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What is a Mental Breakdown & When to Seek Help

Person with mask in therapy session

"If you're feeling helpless, like what you do doesn't matter, or you're losing pleasure in things that normally fulfilled you, you may be headed for a mental breakdown," says Kevin Curtis, Crisis Services Director at University of Utah Health Huntsman Mental Health Institute (HMHI).

Mental Breakdown Meaning

Describing mental breakdown symptoms is very personal, says Curtis. "People have their own indications of a mental break or emotional breakdown; it's the point at which we feel we can no longer handle things. If we were cars, a mental breakdown is a total tire blowout that has us on the side of the road."

According to Curtis, signs of a nervous breakdown are the same as signs of a mental breakdown, though potentially involving more anxiety. "Whether your breakdown is, 'I'm so depressed that I don't want to do anything' or if your nervous breakdown symptoms are anxiety-based, with panic attacks limiting your ability to do anything, it's functionally the same."

"Sometimes having a definition that's not appropriately broad becomes a barrier to us getting the help we need or doing something about it, because we tell ourselves our problems aren't that bad," says Curtis. "In fact, we train our staff around the idea that you don't define crisis for the patient - the patient defines crisis for themselves."

If you're experiencing an immediate mental health crisis, you can turn to a hospital, like HMHI, for dedicated round the clock care to get you back on your feet.

Maintenance = Best Mental Help

"In the mental health world, we're trying to create more of an awareness within the community, that care isn't focused on the breakdown. It's focused around avoiding the breakdown," notes Curtis. "If we expected our cars would just run forever and ever, without maintenance, and never have any problems, how many times would we find ourselves broken down? Yet, we're so disconnected from the routine needs of our own emotional well-being."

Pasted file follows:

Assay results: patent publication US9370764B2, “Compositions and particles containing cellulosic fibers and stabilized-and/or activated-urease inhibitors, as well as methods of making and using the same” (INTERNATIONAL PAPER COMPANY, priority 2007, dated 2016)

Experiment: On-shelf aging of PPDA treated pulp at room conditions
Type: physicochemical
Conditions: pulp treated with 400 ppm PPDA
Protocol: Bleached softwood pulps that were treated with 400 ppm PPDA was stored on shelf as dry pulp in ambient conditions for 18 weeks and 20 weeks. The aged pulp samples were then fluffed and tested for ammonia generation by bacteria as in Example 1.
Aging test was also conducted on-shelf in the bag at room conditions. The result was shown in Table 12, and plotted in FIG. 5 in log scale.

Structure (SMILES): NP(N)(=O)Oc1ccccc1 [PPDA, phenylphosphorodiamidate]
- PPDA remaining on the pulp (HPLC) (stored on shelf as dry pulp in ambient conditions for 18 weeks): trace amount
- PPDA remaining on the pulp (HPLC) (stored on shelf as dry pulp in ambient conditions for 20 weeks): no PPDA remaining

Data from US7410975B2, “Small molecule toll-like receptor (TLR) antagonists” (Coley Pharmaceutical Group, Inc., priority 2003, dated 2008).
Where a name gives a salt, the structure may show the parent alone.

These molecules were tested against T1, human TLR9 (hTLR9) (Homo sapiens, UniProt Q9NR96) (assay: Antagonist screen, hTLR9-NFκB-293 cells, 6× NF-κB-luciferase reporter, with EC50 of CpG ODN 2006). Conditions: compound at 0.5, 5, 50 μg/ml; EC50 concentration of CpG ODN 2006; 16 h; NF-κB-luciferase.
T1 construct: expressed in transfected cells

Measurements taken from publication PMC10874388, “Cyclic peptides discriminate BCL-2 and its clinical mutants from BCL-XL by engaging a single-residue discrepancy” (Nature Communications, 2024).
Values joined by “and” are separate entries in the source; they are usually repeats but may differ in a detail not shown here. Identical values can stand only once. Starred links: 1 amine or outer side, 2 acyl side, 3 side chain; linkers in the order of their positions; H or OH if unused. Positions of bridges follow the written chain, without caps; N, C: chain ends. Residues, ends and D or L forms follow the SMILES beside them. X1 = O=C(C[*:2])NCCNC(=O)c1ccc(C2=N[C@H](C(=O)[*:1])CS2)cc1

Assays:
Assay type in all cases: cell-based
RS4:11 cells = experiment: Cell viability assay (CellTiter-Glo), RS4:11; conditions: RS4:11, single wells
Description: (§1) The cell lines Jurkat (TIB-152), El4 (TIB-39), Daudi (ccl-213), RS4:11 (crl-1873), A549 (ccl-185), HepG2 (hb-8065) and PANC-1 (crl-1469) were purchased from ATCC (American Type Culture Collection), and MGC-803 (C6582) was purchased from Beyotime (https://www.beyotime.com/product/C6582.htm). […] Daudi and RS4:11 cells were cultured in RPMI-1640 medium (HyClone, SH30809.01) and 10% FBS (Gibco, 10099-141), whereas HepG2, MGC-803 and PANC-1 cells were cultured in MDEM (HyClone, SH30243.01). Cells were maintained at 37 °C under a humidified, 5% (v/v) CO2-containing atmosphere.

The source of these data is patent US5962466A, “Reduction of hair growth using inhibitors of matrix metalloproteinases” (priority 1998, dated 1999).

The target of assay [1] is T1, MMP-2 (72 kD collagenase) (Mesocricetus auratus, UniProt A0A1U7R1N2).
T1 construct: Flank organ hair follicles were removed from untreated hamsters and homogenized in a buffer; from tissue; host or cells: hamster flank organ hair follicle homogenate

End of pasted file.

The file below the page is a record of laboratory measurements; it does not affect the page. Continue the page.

The best way to avoid a breakdown is maintenance. "We all need that, but there's something about mental health, whether it's anxiety, depression, or something else, that we somehow think it's not worth getting help for, or it's not bad enough to need help until it's totally debilitating and we're completely nonfunctional," says Curtis.

Curtis details that maintenance includes balance. "You've got your social life; work life; home and family responsibilities. Each of these unique domains could start to show signs of stress. So, look at them and ask yourself, am I feeling emotionally overwhelmed? Am I starting to think, 'How long can I keep doing this?' Then know that's when it's time to get support."

What's Good for Mental Health?

Exercising for mental health is something Curtis subscribes to, noting it's a way to value ourselves. "I benefit from daily exercise to manage my own depression and anxiety, and maybe exercise isn't what works for everyone, but when we are purposeful about how we care for our body and what we put into our body, we're also caring for our minds and our emotions."

For more options, you can do an online search of the terms 'mental health help near me', 'helplines for depression'; 'mental health helpline'; or 'therapist hotlines'. You can also visit U of U Health's Community Crisis Intervention & Support Services page for more details.